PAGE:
During a regular meeting of the Mayor and Board of Aldermen Thursday night, a resolution was passed authorizing the mayor to enter into a contract with Louisiana Workforce Commission for an “On the Job Training Program.”
“This is a program offered by the unemployment office,” said City Clerk Sandra Goleman. “If the unemployment office has someone who is looking for a job, who meets the qualifications for a city job, we can hire them and the unemployment office reimburses us for their pay.”
Goleman said this is the first time the city has participated in the program.
“We were recently made aware that they offered this so we thought it would be a good idea,” she said. “It allows us to give someone the on-the-job training that they need while giving them employment at the same time.”
The current unemployment rate in Bastrop is 12.80 percent, while at 8.60 percent in the United States, according to Economy in Bastrop, Louisiana.
Goleman said the purpose of this LWC program is to give someone on-the-job training.
“This is for someone who maybe has an education, but doesn’t have training and hasn’t been given a chance anywhere,” she said. “Of course if they couldn’t do the job we would have to let them go.”
Goleman said the program will help people get experience in work all the way from lawn care maintenance to clerical work. She said once they are trained, hopefully it will turn into full-time employment with the city.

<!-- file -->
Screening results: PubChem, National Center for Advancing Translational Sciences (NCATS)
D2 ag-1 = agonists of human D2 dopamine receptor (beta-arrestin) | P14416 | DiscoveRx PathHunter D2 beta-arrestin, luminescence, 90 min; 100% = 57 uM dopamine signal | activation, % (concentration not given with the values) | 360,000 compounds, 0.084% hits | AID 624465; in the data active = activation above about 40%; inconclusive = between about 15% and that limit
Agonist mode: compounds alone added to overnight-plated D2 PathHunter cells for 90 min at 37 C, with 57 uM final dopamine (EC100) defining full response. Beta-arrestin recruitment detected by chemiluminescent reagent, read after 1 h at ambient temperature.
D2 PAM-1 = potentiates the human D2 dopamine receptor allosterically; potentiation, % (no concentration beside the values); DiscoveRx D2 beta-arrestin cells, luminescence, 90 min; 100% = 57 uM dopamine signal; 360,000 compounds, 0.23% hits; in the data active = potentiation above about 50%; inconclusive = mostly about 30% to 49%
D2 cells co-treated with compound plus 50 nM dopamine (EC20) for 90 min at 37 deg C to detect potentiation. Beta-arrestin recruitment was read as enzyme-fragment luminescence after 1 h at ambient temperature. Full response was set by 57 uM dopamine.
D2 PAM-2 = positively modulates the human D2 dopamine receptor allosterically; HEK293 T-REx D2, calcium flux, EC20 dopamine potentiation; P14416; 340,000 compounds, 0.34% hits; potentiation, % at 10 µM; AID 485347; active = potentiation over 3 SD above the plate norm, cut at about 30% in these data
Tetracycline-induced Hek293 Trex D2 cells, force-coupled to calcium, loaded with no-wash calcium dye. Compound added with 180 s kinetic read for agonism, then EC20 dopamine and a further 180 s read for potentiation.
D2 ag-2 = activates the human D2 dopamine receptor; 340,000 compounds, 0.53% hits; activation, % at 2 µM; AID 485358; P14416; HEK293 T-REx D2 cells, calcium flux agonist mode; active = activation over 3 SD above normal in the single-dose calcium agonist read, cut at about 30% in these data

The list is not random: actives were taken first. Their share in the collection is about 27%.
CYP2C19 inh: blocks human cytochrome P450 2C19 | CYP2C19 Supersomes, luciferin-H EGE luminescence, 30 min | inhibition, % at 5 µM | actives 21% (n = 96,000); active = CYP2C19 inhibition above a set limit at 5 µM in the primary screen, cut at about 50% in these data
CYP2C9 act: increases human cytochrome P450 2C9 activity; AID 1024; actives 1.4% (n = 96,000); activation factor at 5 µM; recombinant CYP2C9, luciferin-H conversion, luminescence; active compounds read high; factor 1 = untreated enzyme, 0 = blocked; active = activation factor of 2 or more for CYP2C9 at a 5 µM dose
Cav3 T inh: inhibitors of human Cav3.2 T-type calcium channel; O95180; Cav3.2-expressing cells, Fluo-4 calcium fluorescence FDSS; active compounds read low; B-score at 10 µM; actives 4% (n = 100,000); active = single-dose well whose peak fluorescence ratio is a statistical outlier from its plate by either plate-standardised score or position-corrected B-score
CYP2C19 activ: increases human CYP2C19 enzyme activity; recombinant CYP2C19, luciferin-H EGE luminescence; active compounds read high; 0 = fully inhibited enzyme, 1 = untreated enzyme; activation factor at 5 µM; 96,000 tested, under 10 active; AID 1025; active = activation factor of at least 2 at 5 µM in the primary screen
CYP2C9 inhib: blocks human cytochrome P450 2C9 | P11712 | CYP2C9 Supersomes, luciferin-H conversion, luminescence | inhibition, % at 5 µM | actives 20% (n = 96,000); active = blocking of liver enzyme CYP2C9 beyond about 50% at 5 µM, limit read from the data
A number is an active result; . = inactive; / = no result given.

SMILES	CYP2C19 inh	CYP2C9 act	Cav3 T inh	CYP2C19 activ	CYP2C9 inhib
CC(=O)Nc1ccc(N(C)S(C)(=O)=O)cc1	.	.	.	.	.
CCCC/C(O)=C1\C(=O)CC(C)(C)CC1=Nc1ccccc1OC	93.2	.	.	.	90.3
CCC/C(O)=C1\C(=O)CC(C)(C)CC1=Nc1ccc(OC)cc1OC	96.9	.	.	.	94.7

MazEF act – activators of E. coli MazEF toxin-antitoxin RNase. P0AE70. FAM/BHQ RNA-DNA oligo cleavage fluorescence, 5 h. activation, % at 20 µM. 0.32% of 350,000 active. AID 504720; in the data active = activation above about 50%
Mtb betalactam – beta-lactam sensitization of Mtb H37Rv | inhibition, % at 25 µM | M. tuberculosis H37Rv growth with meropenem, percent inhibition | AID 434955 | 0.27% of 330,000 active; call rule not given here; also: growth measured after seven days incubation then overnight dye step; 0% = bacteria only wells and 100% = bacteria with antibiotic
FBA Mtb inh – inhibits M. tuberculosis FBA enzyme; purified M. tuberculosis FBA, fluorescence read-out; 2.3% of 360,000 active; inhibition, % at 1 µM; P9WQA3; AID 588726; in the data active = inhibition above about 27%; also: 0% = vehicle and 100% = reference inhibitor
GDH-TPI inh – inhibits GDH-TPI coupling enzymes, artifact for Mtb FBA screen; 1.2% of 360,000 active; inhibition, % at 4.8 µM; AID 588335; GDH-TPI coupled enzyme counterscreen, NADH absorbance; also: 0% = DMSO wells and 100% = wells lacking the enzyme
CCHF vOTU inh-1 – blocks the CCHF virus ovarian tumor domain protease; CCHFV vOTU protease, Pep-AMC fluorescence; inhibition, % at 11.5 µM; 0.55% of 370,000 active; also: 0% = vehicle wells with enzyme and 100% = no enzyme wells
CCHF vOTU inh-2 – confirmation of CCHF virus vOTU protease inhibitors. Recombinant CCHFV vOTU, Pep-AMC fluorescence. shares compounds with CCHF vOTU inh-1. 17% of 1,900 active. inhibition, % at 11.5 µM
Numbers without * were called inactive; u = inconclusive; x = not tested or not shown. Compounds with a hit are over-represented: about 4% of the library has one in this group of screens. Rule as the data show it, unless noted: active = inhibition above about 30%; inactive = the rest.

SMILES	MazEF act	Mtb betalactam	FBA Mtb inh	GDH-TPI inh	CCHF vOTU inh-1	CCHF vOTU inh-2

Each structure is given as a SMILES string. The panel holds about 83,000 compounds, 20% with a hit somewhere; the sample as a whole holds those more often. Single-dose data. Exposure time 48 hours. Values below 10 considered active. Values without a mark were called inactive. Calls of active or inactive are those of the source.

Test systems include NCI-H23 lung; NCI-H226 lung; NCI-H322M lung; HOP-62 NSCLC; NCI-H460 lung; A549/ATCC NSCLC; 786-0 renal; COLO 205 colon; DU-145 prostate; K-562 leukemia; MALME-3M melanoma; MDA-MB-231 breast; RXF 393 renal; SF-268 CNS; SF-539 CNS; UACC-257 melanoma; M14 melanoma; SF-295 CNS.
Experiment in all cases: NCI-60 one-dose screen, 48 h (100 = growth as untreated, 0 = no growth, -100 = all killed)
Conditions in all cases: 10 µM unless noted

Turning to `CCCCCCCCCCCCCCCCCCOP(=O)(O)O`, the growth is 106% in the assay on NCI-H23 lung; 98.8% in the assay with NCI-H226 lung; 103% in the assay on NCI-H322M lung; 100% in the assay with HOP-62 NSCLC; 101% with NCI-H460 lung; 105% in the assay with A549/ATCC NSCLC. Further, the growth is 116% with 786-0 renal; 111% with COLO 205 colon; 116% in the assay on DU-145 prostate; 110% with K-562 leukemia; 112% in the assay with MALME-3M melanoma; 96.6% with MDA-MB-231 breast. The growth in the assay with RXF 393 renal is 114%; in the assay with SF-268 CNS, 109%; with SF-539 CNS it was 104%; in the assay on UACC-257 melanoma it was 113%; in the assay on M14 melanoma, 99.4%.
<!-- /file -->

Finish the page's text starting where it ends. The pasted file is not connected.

“I’m not sure how long the program lasts that we would be reimbursed for paying them, but of course after they go through all the training it would be wonderful to be able to keep them on,” she said. “We have really good benefits here such as health insurance, sick leave, vacation and retirement.”
Goleman said the jobs that are exempt from the program are with the police and fire departments.
“They would have to go through civil service for those positions,” she said. “We do currently have positions open in those departments.”
After the aldermen voted yes for the resolution to authorize the mayor to enter this LWC contract, Goleman said the city’s attorney, Doug Lawrence, will go over the contract and advise the mayor on signing it.
“Sometimes changes have to be made on contracts before the mayor or myself can sign them,” she said. “Normally with the state though, they’re use to dealing with municipalities and very little changes have to be made.”